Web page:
Fewer Children Are Living In Poverty, But Here's What Needs To Happen To Help All Kids
Unfortunately, the world is far from perfect. Despite the United States being (relatively) free from famine, war, and other terrible events, America still has a lot of issues. There are disappointingly high numbers of instances of gun violence in the United States, unacceptable levels of police brutality, and some cities in America don't even have clean drinking water. However, some things are starting to look up, sort of, that is. That's because new research suggests that fewer children are living in poverty, but some things still need to change to help all kids get out of it.
The number of children living in poverty in the United States is technically declining, but it is still higher than the adult poverty rate, according to the United States Census Bureau. According to the report, "Between 2015 and 2016, the poverty rate for children under age 18 declined from 19.7 to 18.0 percent." However, it is still above the adult poverty rate, which was measured at 11.6 percent, and senior's, at 9.3 percent. So, while progress is technically being made, there is still a lot that needs to be done in order to reduce the number of children living in poverty in America — because no child should have to worry about where they're going to live, or what they're going to eat.
Here are some things that could help:
Work On Access To Early Childhood Education
As the American Academy of Pediatrics noted, the United State's Early Head Start program currently only serves approximately 3 percent of low-income families, which means that if it were to receive increased funding, it could expand its programing. The Early Head Start programs are federally funded and aimed at serving families and children with education, as well as nutritional resources and job training for adults.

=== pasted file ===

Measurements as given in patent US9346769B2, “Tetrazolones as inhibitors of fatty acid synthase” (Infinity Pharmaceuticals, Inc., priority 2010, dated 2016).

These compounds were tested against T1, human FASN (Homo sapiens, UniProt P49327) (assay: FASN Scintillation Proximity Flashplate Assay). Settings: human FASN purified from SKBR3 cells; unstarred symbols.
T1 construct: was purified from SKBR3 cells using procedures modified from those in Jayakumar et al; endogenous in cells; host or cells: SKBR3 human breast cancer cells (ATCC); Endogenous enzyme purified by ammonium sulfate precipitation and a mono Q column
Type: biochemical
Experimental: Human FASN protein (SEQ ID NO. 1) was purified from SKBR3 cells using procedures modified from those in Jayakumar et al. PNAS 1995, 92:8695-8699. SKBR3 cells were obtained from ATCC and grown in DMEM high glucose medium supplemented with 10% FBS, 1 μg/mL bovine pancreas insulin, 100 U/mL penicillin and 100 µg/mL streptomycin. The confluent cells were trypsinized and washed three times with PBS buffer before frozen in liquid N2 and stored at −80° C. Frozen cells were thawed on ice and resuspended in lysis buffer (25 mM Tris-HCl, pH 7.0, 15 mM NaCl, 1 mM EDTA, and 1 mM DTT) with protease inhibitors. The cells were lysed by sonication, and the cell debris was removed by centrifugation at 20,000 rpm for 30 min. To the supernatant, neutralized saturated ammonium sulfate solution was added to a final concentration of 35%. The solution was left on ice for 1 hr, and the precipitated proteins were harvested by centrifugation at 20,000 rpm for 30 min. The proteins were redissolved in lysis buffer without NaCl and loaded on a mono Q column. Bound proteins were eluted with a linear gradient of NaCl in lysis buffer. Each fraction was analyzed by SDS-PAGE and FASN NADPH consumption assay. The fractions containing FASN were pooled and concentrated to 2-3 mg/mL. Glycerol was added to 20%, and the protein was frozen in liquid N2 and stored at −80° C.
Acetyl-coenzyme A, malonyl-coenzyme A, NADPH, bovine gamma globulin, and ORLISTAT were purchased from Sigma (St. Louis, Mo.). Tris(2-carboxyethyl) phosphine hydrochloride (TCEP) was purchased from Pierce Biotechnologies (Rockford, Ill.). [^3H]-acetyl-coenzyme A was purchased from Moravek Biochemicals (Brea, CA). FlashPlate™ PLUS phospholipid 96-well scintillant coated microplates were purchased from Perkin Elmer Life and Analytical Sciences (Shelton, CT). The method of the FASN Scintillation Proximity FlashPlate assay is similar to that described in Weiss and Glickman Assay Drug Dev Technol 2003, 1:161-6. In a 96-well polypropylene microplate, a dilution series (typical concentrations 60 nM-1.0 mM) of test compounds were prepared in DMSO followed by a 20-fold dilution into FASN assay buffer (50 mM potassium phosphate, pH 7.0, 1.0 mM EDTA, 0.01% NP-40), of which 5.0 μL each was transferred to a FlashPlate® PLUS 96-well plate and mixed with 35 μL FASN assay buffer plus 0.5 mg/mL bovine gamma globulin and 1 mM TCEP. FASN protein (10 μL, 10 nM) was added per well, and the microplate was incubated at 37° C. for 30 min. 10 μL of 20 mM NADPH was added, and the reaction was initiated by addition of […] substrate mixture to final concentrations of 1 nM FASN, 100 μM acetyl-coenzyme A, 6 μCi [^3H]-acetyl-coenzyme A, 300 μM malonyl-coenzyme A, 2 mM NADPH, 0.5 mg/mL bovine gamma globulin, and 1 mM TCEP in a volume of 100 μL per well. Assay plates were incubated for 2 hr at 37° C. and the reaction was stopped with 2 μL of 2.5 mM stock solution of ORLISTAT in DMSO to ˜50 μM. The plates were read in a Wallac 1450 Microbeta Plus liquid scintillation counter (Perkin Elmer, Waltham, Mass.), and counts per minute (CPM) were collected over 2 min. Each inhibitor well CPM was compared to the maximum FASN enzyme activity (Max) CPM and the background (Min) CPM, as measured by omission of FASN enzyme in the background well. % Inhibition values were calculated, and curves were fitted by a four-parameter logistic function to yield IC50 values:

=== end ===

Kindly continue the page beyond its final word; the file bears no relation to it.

If these programs were expanded, children and adults would be able to receive the help they needed, and be better prepared for success later in life.
Strengthen & Expand Both SNAP & WIC Program
Supplemental Nutrition Assistance Program — commonly referred to as SNAP— is another federally-funded way for low-income families to receive assistance to help pay for groceries and other necessities. It, along with the Supplemental Nutrition Program for Women, Infants, and Children (WIC), seeks to help families and single women and mothers maintain healthy lifestyles. WIC, in particular, provides funds to states to give "supplemental foods, health care referrals, and nutrition education for low-income pregnant, breastfeeding, and non-breastfeeding postpartum women, and to infants and children up to age five who are found to be at nutritional risk," according to the program's website.
By expanding SNAP and WIC programs, children in poverty won't have to worry as much about eating nutritional foods and can instead focus on school and work.
Screen For At-Risk Children & Families
Another way the AAP suggests that could reduce the rate of child poverty is a form of survey. Specifically, "pediatricians can use screening tools that have high sensitivity and specificity," the AAP suggests. The "WE CARE survey," in particular is a set of questions aimed at understanding a child and/or their family's particular situation and seeing if there is any "stress related to poverty."
By asking participants simple questions related to food insecurity, such as "Do you have difficulty making ends meet at the end of the month?" as the AAP recommends, pediatricians may be able to see the individuals and families that are the most at-risk and in need of resources. And from there, forms of help can be suggested.
Of course, all of these solutions need to be done in cadence with each other for them to really work. And, yes, there are many more ways to help the lower the child poverty rate. But, hopefully, policymakers can figure out a lasting solution because no one, especially children, should have to worry about being able to afford to live.
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